Progesterone is a hormone that is necessary to have a successful pregnancy. Without the right levels of progesterone, it is possible that you will have difficulties conceiving or carrying a pregnancy to term.

If you are experiencing unexplained infertility, multiple miscarriages, or if you are taking fertility drugs, a progesterone test may be helpful. Your reproductive endocrinologist can use the results of your progesterone test to help determine any underlying health problems that may be contributing to infertility.

What is Progesterone?

Progesterone is a female hormone produced by the ovaries. It plays a vital role in both ovulation and pregnancy. After an egg is released from your ovaries, the remaining follicle becomes the corpus luteum. The corpus luteum secretes estrogen which, in turn, produces progesterone. This progesterone softens your uterine lining, helping with implantation.

What is the Progesterone Test?

The progesterone test is a simple blood test that is commonly performed in most fertility clinics. A large number of women undergoing fertility treatment will receive the progesterone test, along with the FSH test, the estradiol test, and the LH test. A small blood sample is taken from a vein in your arm and then sent to a laboratory for testing.

What is the Progesterone Test Used For?

The progesterone test is used for a wide variety of different purposes.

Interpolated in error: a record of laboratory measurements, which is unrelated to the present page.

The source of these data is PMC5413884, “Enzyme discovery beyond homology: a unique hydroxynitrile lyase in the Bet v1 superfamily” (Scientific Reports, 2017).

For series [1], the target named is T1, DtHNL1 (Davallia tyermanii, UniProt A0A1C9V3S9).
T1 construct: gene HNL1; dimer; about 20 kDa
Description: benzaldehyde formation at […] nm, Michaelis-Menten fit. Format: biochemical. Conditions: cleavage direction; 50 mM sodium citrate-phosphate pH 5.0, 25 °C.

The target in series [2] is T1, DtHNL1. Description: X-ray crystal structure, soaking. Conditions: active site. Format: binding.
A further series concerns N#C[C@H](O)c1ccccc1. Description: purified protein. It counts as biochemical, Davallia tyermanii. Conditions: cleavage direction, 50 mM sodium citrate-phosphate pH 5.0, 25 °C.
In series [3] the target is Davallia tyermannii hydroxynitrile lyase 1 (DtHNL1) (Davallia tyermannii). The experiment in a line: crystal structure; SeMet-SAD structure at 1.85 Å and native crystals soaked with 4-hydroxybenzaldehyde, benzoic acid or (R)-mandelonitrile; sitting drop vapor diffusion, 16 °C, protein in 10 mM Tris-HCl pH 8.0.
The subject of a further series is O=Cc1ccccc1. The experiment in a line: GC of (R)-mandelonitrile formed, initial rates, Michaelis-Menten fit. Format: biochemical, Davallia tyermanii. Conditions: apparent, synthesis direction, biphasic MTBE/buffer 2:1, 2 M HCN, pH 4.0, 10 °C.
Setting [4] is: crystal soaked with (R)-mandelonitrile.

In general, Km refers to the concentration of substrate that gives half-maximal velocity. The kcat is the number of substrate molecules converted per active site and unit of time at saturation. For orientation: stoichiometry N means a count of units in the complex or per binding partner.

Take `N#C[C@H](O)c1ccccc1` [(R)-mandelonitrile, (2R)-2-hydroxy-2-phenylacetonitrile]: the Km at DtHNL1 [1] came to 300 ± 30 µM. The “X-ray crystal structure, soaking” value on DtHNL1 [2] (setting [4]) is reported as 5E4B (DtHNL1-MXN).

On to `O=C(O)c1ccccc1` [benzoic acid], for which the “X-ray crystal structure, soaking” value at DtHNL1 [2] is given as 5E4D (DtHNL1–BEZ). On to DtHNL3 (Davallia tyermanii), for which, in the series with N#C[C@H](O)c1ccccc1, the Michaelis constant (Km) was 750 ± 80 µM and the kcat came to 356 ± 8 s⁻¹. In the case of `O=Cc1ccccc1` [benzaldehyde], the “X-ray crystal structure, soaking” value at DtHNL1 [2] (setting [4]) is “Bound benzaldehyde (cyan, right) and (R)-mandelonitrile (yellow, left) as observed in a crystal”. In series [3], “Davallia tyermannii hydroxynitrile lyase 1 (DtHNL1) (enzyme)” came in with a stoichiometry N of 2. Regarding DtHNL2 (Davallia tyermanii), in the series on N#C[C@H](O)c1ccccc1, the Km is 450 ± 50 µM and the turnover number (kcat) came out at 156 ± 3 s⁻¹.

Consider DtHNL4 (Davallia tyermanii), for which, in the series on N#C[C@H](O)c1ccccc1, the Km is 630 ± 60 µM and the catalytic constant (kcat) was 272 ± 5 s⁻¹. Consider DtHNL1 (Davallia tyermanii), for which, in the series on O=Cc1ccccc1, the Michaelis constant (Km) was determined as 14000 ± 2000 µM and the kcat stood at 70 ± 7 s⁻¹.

It can:

  • determine if ovulation has occurred
  • determine when ovulation occurred
  • indicate ectopic pregnancies
  • indicate likely miscarriages

Who Needs a Progesterone Test?

Most women who seek fertility treatment from a fertility clinic, will receive a progesterone test.

The progesterone test is also suggested for women with:

  • unexplained infertility
  • women with a history of miscarriage
  • women with a history of stillbirth
  • women with abnormal uterine bleeding

The Results of the Progesterone Test

Depending upon where you are in your cycle, your progesterone levels will be different. Progesterone levels surge just before ovulation and, if you become pregnant, they will continue to rise. If you do not get pregnant, your progesterone levels will decline.

Normal levels for Days 1 to 6 are less than 100 ng/dL. Normal levels between days 7 and 14 are 20-150 ng/dL. Normal levels for days 15-28 are 250-2,800 ng/dL. cycles.

After the Test

Your endocrinologist will discuss your progesterone test results with you. If you have abnormally high levels, it may indicate a false pregnancy or adrenal gland dysfunction.

If you have very low progesterone levels, you may be suffering from ovulation problems or miscarriage. Your health care provider will be able to discuss possible treatments, depending upon your specific test results.


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